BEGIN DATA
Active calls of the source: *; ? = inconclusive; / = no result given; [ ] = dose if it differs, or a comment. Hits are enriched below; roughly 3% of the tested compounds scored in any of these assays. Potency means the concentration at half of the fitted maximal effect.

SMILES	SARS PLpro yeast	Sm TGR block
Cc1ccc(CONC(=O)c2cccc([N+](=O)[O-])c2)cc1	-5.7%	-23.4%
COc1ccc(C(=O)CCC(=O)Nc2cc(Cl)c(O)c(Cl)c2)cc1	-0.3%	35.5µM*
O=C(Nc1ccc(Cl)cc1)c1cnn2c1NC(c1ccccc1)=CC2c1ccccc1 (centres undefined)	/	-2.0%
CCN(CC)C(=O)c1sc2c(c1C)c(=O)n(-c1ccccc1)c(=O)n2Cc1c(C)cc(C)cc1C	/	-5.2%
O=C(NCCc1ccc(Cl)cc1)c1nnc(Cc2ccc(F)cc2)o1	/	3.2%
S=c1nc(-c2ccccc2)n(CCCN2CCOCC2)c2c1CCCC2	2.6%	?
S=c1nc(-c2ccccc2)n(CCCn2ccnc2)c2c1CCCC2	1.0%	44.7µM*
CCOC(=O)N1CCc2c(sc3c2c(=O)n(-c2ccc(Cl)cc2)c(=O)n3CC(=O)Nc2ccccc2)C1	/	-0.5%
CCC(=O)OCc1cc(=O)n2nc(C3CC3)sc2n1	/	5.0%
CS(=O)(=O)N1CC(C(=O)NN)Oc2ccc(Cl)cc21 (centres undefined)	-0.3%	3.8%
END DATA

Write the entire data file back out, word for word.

Active calls of the source: *; ? = inconclusive; / = no result given; [ ] = dose if it differs, or a comment. Hits are enriched below; roughly 3% of the tested compounds scored in any of these assays. Potency means the concentration at half of the fitted maximal effect.

SMILES	SARS PLpro yeast	Sm TGR block
Cc1ccc(CONC(=O)c2cccc([N+](=O)[O-])c2)cc1	-5.7%	-23.4%
COc1ccc(C(=O)CCC(=O)Nc2cc(Cl)c(O)c(Cl)c2)cc1	-0.3%	35.5µM*
O=C(Nc1ccc(Cl)cc1)c1cnn2c1NC(c1ccccc1)=CC2c1ccccc1 (centres undefined)	/	-2.0%
CCN(CC)C(=O)c1sc2c(c1C)c(=O)n(-c1ccccc1)c(=O)n2Cc1c(C)cc(C)cc1C	/	-5.2%
O=C(NCCc1ccc(Cl)cc1)c1nnc(Cc2ccc(F)cc2)o1	/	3.2%
S=c1nc(-c2ccccc2)n(CCCN2CCOCC2)c2c1CCCC2	2.6%	?
S=c1nc(-c2ccccc2)n(CCCn2ccnc2)c2c1CCCC2	1.0%	44.7µM*
CCOC(=O)N1CCc2c(sc3c2c(=O)n(-c2ccc(Cl)cc2)c(=O)n3CC(=O)Nc2ccccc2)C1	/	-0.5%
CCC(=O)OCc1cc(=O)n2nc(C3CC3)sc2n1	/	5.0%
CS(=O)(=O)N1CC(C(=O)NN)Oc2ccc(Cl)cc21 (centres undefined)	-0.3%	3.8%